At a music concert, we perceive the same sounds as the audience around us. But does it make a difference to our perception? Where is the difference with us listening to the same sounds, but privately on our headphones? Can someone be better at detecting birds in the forest when hunting with others, than alone?
Joint attention and joint action have highly been studied as central to our human capacity for social coordination, but perception continues to be examined as an individual phenomenon, most certainly in philosophy and cognitive neuroscience. Joint perception can be operationalised in multiple ways, and the aim of the Co-Sense project is investigate the nature and epistemic value of joint perception in humans. The project is to bring together conceptual and experimental studies, and develop new projects thanks to two new labs: a physical lab, where multiple perceivers can be tested at the same time for behavioural and neural (dual EEG) data; and a virtual lab, to measure in systematic ways how people can collectively experience objects on-line, extending to larger groups.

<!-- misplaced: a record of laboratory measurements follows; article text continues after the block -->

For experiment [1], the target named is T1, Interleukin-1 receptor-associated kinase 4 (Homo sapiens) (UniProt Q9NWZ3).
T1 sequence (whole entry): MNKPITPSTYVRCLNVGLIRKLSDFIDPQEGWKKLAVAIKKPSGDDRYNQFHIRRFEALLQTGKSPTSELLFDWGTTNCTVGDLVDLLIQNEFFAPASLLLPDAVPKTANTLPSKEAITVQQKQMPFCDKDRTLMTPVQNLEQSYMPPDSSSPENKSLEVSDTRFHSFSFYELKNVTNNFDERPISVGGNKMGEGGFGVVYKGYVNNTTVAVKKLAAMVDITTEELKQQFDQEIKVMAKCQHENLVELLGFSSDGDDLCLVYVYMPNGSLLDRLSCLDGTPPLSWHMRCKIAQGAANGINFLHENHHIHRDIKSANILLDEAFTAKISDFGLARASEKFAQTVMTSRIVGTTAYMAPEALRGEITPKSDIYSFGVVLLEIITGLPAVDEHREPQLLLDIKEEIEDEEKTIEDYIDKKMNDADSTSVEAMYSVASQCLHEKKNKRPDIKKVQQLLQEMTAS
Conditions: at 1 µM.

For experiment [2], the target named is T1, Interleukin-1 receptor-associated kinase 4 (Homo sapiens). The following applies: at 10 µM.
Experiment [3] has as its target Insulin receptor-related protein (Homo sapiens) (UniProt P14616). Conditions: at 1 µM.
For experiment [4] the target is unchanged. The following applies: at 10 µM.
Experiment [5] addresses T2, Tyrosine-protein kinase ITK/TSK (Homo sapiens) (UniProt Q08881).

New collaborations with major art and science museums will provide Co-Sense with opportunities for knowledge transfer, testing and science communication. These developments will also feed into new teaching modules in collective epistemology and comparative co-sensing in humans and animals.
PI: Ophelia Deroy